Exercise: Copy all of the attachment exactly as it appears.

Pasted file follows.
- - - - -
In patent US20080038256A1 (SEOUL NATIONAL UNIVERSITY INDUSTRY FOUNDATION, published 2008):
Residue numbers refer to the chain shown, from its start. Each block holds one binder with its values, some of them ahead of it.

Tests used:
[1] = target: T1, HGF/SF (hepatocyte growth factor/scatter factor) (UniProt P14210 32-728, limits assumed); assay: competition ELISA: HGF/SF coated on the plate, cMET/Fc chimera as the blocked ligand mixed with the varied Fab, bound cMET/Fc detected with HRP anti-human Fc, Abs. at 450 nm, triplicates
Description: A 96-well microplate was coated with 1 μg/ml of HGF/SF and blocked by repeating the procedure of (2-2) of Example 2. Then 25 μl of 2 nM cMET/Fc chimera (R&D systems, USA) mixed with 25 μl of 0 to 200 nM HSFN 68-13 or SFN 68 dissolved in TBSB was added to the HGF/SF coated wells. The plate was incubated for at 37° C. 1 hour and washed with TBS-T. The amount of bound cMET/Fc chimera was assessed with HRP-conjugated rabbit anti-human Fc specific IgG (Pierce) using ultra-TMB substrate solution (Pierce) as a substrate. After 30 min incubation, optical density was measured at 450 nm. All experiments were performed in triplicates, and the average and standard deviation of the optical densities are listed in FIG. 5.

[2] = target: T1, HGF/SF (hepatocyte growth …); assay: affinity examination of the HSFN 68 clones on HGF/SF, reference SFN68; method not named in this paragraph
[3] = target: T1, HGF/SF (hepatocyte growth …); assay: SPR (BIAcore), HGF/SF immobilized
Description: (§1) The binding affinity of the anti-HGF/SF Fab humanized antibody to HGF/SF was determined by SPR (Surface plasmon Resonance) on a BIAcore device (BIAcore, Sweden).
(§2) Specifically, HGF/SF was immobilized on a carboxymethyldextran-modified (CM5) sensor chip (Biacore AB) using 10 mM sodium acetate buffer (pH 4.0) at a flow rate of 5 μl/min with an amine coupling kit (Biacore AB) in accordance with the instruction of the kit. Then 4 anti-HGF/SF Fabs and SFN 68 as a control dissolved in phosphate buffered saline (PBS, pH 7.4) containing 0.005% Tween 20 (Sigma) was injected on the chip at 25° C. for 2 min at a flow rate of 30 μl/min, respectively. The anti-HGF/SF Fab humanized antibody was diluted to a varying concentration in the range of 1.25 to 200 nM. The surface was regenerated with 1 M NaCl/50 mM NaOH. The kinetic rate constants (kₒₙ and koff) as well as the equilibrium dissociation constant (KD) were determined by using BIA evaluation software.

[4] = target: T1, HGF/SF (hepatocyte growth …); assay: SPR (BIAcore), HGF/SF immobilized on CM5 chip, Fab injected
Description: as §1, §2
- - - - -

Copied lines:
In patent US20080038256A1 (SEOUL NATIONAL UNIVERSITY INDUSTRY FOUNDATION, published 2008):
Residue numbers refer to the chain shown, from its start. Each block holds one binder with its values, some of them ahead of it.

Tests used:
[1] = target: T1, HGF/SF (hepatocyte growth factor/scatter factor) (UniProt P14210 32-728, limits assumed); assay: competition ELISA: HGF/SF coated on the plate, cMET/Fc chimera as the blocked ligand mixed with the varied Fab, bound cMET/Fc detected with HRP anti-human Fc, Abs. at 450 nm, triplicates
Description: A 96-well microplate was coated with 1 μg/ml of HGF/SF and blocked by repeating the procedure of (2-2) of Example 2. Then 25 μl of 2 nM cMET/Fc chimera (R&D systems, USA) mixed with 25 μl of 0 to 200 nM HSFN 68-13 or SFN 68 dissolved in TBSB was added to the HGF/SF coated wells. The plate was incubated for at 37° C. 1 hour and washed with TBS-T. The amount of bound cMET/Fc chimera was assessed with HRP-conjugated rabbit anti-human Fc specific IgG (Pierce) using ultra-TMB substrate solution (Pierce) as a substrate. After 30 min incubation, optical density was measured at 450 nm. All experiments were performed in triplicates, and the average and standard deviation of the optical densities are listed in FIG. 5.

[2] = target: T1, HGF/SF (hepatocyte growth …); assay: affinity examination of the HSFN 68 clones on HGF/SF, reference SFN68; method not named in this paragraph
[3] = target: T1, HGF/SF (hepatocyte growth …); assay: SPR (BIAcore), HGF/SF immobilized
Description: (§1) The binding affinity of the anti-HGF/SF Fab humanized antibody to HGF/SF was determined by SPR (Surface plasmon Resonance) on a BIAcore device (BIAcore, Sweden).
(§2) Specifically, HGF/SF was immobilized on a carboxymethyldextran-modified (CM5) sensor chip (Biacore AB) using 10 mM sodium acetate buffer (pH 4.0) at a flow rate of 5 μl/min with an amine coupling kit (Biacore AB) in accordance with the instruction of the kit. Then 4 anti-HGF/SF Fabs and SFN 68 as a control dissolved in phosphate buffered saline (PBS, pH 7.4) containing 0.005% Tween 20 (Sigma) was injected on the chip at 25° C. for 2 min at a flow rate of 30 μl/min, respectively. The anti-HGF/SF Fab humanized antibody was diluted to a varying concentration in the range of 1.25 to 200 nM. The surface was regenerated with 1 M NaCl/50 mM NaOH. The kinetic rate constants (kₒₙ and koff) as well as the equilibrium dissociation constant (KD) were determined by using BIA evaluation software.

[4] = target: T1, HGF/SF (hepatocyte growth …); assay: SPR (BIAcore), HGF/SF immobilized on CM5 chip, Fab injected
Description: as §1, §2